On Selfs

“Selfishness and self-centeredness! That, we think, is the root of our troubles” (Alcoholics Anonymous, 62).

When I arrived at the treatment center, they told me I was the problem. “No shit,” I thought. I knew I was the problem. I knew I sucked. I knew that I was full of shit and you were full of shit and that the best we could do each day was to try to be a little less shitty than we actually were.

In the 1970’s my parents were caught up in the Jesus Movement that was popular at the time in Southern California. As a result, I was named after the Gospel of Matthew, despite the fact that I have no reason to believe that either of them ever actually read the Gospel of Matthew. And that’s fine; they were a young couple having babies and discovered friends and support within the social structure provided by the church. I have vague memories of getting dressed up for church in uncomfortable clothes and sitting on an uncomfortable bench. I just sat there and tried to pass the time without getting in too much trouble. I was religious for a long time, but that’s how it always felt for me. It just wasn’t quite the right fit and trouble was always looming.

When I was young, maybe 6 or 7, a new church was under construction near my home. I remember dirt mounds and lots of scaffolding. I rode my bike up and over the mounds and climbed the scaffolding. Kids love construction zones. Years later, I was regular attendee of that church. I would go every Sunday by myself, but I never felt as free as I did before the walls were built.

I used to have this recurring dream. I was in the neighborhood of my small town, running away from faceless and nameless pursuers. I climbed fences, ran through backyards, and scaled rooftops, leaping from house to house, but I could not escape no matter how hard I tried. They were relentless. I was exhausted, but it never occurred to me to stop running.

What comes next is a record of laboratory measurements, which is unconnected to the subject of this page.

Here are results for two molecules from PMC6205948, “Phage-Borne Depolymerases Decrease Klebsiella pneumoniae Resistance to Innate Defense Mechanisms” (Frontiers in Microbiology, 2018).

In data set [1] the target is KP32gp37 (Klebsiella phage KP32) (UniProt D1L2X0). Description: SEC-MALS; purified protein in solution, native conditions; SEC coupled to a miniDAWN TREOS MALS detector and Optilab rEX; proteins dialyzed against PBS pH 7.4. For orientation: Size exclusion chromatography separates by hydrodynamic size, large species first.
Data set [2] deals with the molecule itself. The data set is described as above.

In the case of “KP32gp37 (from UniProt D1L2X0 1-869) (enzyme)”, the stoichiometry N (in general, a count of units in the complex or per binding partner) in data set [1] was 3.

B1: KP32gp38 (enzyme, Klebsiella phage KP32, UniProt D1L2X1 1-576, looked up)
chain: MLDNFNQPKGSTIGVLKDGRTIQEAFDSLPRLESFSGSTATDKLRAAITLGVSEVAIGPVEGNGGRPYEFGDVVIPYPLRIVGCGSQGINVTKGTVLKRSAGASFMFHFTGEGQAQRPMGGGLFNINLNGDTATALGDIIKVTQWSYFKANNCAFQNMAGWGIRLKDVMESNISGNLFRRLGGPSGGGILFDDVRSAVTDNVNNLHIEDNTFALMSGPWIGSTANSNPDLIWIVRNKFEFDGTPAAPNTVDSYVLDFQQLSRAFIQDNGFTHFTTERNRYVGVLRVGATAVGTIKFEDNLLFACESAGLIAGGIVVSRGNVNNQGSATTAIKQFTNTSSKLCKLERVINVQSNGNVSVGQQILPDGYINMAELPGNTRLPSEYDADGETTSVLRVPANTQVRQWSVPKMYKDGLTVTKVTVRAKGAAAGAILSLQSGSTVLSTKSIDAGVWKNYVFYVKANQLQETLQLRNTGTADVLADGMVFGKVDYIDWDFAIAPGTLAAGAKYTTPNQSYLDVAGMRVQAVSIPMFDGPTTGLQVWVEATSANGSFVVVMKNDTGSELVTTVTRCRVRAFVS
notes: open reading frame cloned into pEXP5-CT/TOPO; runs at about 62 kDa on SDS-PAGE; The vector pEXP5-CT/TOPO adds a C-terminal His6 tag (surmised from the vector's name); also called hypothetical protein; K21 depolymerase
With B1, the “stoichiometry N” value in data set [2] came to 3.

I bamboozled myself. As Steve the Rancher used to say, “There’s nothing to win, there’s nothing to prove, and you’re not going anywhere.”

Sober Matt can look back upon his life and identify three major distractions: sports, religion, and education. Now, to be clear, I didn’t realize that they were distractions at the time and distractions are not inherently a bad thing. In fact, they seemed like good things and everyone around me told me how good they were. They felt really good for a time, but then eventually they didn’t. They just sort of fizzled, like sparkling water without the sparkle.

I am an athlete. I am a Christian. I am a teacher. I believed these things. I took it all way too seriously.

This misunderstanding did not become clear to me until I blacked out and came to within the rooms of Alcoholics Anonymous. At the end of my drinking, the only thing I cared about was keeping my job. I am a teacher. That’s what I am. I didn’t care about my family, my friends, my health. All the “my”s had vanished, except for “my” job. And, it was the only thing that was taken away from me.

I’m not sure who cut my umbilical cord when I was born, but I have been trying to re-attach it ever since.

As Sam C. likes to put it, I had begun a journey from “selfishness to Selfness.”

My self was very concerned about my job. My Self felt trapped. And so, I sabotaged the whole damn thing.

“As long as I am this or that, or have this or that, I am not all things and I have not all things. Become pure till you neither are nor have either this or that; then you are omnipresent and, being neither this nor that, are all things” (Meister Eckhart, Sermon XLIX “Behold, I Send My Angel”).